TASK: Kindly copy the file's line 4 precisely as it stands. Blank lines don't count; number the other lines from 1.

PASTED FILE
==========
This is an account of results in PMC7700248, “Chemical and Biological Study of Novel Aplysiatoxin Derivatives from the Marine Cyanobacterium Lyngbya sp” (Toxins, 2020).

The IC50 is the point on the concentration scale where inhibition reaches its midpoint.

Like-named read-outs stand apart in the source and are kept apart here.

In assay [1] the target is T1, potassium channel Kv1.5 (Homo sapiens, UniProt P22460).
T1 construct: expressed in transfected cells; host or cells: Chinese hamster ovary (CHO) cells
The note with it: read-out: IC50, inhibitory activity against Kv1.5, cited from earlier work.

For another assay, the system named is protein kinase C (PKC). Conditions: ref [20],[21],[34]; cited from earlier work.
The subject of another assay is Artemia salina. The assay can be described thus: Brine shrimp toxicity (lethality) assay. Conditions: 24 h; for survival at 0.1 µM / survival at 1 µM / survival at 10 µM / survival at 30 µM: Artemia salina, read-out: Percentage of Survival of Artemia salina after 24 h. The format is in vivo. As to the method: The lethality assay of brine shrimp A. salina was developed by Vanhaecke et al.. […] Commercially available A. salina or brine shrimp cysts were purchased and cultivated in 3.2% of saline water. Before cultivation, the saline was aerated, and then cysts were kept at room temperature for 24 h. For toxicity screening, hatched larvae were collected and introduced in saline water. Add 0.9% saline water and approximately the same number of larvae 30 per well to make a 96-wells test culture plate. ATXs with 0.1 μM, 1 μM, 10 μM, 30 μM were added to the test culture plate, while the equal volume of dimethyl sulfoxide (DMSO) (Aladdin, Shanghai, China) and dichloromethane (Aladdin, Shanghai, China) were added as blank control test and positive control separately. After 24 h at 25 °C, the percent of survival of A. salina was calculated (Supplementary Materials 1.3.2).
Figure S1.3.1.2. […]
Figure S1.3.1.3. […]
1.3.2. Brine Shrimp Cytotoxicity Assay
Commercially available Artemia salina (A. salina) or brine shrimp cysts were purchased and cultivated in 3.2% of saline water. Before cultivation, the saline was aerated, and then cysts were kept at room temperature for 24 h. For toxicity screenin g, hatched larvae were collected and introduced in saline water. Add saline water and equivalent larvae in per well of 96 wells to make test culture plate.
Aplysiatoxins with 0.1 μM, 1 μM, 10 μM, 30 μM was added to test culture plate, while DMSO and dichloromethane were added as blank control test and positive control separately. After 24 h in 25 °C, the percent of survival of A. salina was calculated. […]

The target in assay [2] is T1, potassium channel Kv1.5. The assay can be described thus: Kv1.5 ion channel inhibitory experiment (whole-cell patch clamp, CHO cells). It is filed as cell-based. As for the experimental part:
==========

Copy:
In assay [1] the target is T1, potassium channel Kv1.5 (Homo sapiens, UniProt P22460).